English name: Diard’s Blind Snake (aka “Indo-Chinese Blind Snake”)
Scientific name: Argyrophis diardii (forerly Typhlops diardi)
Thai name: Ngu-din Yai Indochine
Description: To 43cm long. May appear to be a thick worm at first glance, but can be distinguished by its scales, dry skin, eyes, and flicking tongue. This is one of the largest blind snakes in Thailand, both in length and girth. Body length is 26-30 times body diameter, making it less slender than other blind snakes. The eye is clearly visible. Scales are small and shiny. Tail ends in a sharp spine. Dark brown color above fades into a lighter brown belly.
Roxane’s Blind Snake has a yellow snout and cloaca and is lighter in color.
Brahminy Blind Snake is more slender with a smaller eye.
White-headed Blind Snake is much more slender with a smaller eye and a pale head.
Slender Worm Snake is smaller in length and girth.
Mueller’s Blind Snake has a sharp line of contrast between the darker color above and the cream belly.
Flower’s Blind Snake is creamy yellow from the snout to the chin and has a blunt tail tip.
Blind snake species are difficult to distinguish from each other, so if you need more specific identifying markers you should use this key to the blind snakes in Thailand.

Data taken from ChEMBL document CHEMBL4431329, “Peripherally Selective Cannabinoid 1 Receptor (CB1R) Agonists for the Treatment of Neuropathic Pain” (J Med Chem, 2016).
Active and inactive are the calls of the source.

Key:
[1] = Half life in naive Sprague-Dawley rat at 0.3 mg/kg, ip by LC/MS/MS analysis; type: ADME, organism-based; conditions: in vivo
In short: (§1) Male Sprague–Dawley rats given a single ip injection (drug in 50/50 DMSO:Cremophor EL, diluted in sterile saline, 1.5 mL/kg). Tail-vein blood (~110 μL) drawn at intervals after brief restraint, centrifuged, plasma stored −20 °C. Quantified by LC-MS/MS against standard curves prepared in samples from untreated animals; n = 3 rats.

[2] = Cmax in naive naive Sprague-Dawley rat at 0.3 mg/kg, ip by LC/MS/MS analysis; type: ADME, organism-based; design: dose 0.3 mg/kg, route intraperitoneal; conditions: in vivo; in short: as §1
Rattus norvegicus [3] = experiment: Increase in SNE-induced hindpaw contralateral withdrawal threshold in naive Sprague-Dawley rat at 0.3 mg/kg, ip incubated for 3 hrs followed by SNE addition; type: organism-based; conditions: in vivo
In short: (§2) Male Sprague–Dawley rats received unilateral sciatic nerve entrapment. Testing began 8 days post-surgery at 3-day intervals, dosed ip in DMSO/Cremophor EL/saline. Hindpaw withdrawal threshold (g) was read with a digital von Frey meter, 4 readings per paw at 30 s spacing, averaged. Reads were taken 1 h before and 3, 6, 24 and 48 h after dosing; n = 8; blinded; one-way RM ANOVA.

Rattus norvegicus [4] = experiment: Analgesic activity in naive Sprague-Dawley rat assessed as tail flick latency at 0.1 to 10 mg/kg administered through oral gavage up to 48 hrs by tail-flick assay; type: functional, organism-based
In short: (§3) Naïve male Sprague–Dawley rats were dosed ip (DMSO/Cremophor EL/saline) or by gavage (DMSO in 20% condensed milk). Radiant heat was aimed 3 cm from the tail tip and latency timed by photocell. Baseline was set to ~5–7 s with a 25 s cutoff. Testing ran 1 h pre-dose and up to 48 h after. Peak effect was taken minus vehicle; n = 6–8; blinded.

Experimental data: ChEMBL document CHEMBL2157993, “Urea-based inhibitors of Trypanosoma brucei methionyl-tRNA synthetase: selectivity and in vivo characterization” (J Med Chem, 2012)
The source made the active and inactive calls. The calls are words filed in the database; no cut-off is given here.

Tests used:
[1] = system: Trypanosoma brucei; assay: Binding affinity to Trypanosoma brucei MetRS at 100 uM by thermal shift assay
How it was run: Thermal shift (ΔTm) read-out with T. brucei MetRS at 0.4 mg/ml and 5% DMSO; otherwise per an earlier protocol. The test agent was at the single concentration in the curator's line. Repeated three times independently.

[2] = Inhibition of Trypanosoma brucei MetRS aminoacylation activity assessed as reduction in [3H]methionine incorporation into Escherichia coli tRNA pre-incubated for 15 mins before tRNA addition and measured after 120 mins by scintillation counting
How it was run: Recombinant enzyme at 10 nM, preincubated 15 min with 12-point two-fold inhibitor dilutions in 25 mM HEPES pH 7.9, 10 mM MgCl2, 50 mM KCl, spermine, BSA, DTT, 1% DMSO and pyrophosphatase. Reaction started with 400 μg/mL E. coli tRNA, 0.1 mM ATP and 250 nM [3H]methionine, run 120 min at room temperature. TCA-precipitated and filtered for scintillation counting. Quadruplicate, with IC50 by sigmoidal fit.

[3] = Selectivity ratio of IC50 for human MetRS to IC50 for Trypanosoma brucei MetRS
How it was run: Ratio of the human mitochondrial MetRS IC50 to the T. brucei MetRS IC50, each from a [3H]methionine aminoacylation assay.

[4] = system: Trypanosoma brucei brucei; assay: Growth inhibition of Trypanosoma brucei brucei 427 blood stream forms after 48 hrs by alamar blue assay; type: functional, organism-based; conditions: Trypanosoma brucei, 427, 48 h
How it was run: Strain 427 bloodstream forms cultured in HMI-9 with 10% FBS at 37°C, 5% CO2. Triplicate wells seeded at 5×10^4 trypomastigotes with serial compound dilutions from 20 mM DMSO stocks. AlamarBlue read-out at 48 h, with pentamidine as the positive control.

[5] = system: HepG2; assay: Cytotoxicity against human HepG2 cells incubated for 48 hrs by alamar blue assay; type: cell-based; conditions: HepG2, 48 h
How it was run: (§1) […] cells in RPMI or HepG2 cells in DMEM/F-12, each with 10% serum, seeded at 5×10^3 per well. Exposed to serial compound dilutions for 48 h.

Habitat: This burrowing snake can be found under cover in loose humid soil in a large variety of habitats, including forests, grassland, and agricultural land. Some references state that it is limited to areas over 1500 meters elevation, but that is contradicted by many records. They may be found on the surface after heavy rains.
Contribution to the ecosystem: This snake helps control insect populations by eating their larvae, as well as providing food for larger fossorial snakes and other animals.
Danger to humans: Blind snakes are harmless – they have no venom and their mouths are too small to bite a human. When uncovered or picked up they tend to respond by wiggling vigorously, emitting a small amount of smelly musk, and attempting to stab the disturber with their sharp tail tip.
Conservation status and threats: Diard’s Blind Snake has a wide distribution and can tolerate many habitats, so it is understood to be abundant, though the species is difficult to find due to its subterranean lifestyle.
Interesting facts: Diard’s Blind Snake (along with its close relative Mueller’s Blind Snake) is one of the few ovoviviparous blind snakes, meaning that it has live young (from eggs that form and come apart inside the body) rather than laying eggs. This is a trait usually seen in snakes from colder areas or aquatic habitats – it is not known why Diard’s Blind Snake exhibits the trait.
Pakistan Journal of Zoology: Notes on Typhlops diardi
Typhlops roxaneae, a new species of Thai blindsnake from the T. diardii species group, with a synopsis of the Typhlopidae of Thailand
The IUCN Red List: Typhlops diardii
Thailand Office of Environmental Planning and Policy: A Checklist of Amphibians and Reptiles in Thailand
A Field Guide to the Reptiles of South-East Asia
A Photographic Guide to Snakes and Other Reptiles of Peninsular Malaysia, Singapore and Thailand
Snakes of Thailand and their Husbandry